June 10, 2016
When Your Dream Job Isn't Your Dream Job
I get asked all the time if I'm going to go back to being an elementary school librarian when my girls are older.
The short answer is no.
Of course, I never like a short answer when a super long one is possible, so here's why I don't think I'll ever go back to being an elementary school librarian.
When I did my library internship in Austin (with the most amazing children's librarian I know), she had all the K-3 classes come in for a 30 minute storytime/book checkout once a week. The other classes came in to check out books every week and then she did bigger projects with them as needed (research projects, computer literacy skills, etc).
This left her a fair amount of time to do amazing other things like lunchtime book club where interested students came in and ate lunch in the library while she read aloud to them, or amazing book fairs where she dresses up as a different book character each year, or visiting the classrooms.
I assumed that when I got an elementary library position, it would be something similar.
My job in Massachusetts turned out to be. . . not similar at all.
For one thing, I had two schools I worked at, and I'd spend a week at one and then a week at the other, so I was not nearly as integrated into either school as I'd hoped.
Also, one of the reasons I went in to libraries was that I didn't WANT to teach full-time. And the school district I ended up in had it set up so I taught EVERY class in the school for an hour a week.
At the bigger school, I taught five hour-long classes every day, with a break for lunch, for five days.
Then I'd go to the smaller school and teach three days of five hour-long classes. Then all my prep time was combined into the last two days of that second week.
In many ways, it felt like all the worst parts of teaching (the discipline, writing detailed lesson plans that corresponded to the state standards) and none of the best parts (it was very difficult for me to get to know the students since there were 800 of them between the two schools and I only saw them for an hour every other week).
(This was in 2009, so I felt so grateful to have any job at all, let alone in my actual graduate degree field).
Because my schedule was so tight, I didn't have any time to do anything extra like a lunchtime book club or longer projects (for instance, spending three hours on a project meant that project took SIX WEEKS from start to finish).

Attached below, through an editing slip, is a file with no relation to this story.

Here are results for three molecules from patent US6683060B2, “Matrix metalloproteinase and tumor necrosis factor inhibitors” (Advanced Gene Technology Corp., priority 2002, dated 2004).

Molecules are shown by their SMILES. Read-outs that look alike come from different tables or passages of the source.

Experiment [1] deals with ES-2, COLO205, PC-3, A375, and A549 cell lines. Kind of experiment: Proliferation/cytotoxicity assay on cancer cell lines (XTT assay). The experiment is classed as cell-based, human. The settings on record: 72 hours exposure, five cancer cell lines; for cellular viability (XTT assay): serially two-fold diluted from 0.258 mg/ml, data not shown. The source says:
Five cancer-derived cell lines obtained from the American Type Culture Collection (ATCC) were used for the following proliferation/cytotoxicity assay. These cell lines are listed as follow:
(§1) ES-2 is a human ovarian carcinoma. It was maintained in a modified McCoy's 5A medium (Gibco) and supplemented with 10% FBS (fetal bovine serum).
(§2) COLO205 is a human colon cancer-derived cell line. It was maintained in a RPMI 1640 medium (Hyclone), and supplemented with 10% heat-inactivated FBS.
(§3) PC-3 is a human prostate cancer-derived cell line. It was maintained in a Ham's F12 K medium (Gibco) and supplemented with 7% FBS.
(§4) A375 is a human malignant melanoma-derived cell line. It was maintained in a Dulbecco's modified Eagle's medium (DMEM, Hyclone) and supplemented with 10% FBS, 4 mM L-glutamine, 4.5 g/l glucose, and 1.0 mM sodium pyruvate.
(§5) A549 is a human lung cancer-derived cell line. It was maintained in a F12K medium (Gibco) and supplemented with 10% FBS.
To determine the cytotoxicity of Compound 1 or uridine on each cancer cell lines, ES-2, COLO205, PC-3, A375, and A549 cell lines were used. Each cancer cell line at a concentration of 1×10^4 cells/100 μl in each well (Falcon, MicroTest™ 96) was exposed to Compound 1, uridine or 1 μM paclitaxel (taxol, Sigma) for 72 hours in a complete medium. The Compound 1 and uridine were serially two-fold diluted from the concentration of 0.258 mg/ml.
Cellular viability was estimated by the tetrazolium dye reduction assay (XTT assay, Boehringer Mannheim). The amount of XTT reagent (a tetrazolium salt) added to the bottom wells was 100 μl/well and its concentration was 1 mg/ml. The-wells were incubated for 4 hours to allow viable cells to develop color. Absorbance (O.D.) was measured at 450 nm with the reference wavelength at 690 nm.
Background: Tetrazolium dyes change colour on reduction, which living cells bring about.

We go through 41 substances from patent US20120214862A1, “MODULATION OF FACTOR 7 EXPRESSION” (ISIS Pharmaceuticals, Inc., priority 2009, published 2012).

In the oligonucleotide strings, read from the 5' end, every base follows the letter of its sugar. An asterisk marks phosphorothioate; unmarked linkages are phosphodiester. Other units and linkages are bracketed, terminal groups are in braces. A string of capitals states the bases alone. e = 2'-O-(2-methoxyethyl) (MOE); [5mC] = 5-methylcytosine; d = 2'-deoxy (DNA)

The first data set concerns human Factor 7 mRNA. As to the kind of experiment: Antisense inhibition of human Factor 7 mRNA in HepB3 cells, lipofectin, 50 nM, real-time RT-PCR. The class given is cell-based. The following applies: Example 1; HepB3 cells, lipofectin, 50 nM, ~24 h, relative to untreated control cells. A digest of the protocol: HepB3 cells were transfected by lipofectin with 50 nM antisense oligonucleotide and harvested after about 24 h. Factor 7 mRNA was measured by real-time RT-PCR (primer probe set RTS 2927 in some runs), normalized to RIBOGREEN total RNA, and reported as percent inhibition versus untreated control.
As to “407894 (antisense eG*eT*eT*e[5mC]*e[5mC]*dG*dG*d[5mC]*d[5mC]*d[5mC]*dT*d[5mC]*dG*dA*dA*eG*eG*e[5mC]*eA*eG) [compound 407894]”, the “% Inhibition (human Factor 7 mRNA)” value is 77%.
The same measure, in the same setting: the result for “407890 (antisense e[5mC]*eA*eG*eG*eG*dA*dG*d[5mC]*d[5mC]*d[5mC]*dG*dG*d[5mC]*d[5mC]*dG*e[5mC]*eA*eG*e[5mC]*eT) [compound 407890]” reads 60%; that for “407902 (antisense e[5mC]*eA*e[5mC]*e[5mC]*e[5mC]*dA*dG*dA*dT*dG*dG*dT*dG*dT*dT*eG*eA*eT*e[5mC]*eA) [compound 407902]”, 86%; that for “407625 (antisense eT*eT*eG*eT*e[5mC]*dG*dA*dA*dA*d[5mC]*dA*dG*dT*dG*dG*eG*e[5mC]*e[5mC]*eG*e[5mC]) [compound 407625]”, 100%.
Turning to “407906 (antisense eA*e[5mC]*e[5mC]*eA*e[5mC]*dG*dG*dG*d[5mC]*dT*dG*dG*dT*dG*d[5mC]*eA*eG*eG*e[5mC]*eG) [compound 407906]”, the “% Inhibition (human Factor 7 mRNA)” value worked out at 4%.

And frankly, it reaffirmed my initial opinion that teaching was not what I wanted to do with my life. I remember watching some of the really amazing teachers from my schools walk their classes out on the last day of school and think, "I cannot believe they've been doing this every year for twenty years."
Some people are really born to be teachers - it's very clear to me that I'm not one of them.
Also, now that I have children, I have zero interest in taking a full-time job that involves MORE children. If I had a full-time job, I would want it to involve only adults, or preferably no one at all.
I always say that if I were to ever get another library job, what I'd really want to do is collection development - I want to have an office where I read reviews, check out new releases, help build and weed library collections, and buy books (is this an introvert's dream job? Yes. At least mine).
I always thought being a children's librarian would be my dream job and there were definitely parts of it I loved - I relished reading aloud so much (I'm blessed with vocal cords of steel - I almost never lose my voice), I loved helping a child find a new book they loved, and I loved having my own space to organize and make reading accessible and interesting to all these students.
But all in all, it wasn't where I wanted to be long-term.
I really feel like now I have way more of a dream job. I love not having a boss, I like the freedom to work on the projects I want to and to involve my children in the things I love, and I love that I can read what I want, share it when and how I like, and I don't ever have to say which state standards reading Emmy and the Incredible Shrinking Rat conforms to.
I also don't miss the smell of boiling hot dogs coming up from the cafeteria into my library every single Wednesday.
Labels: Library Lessons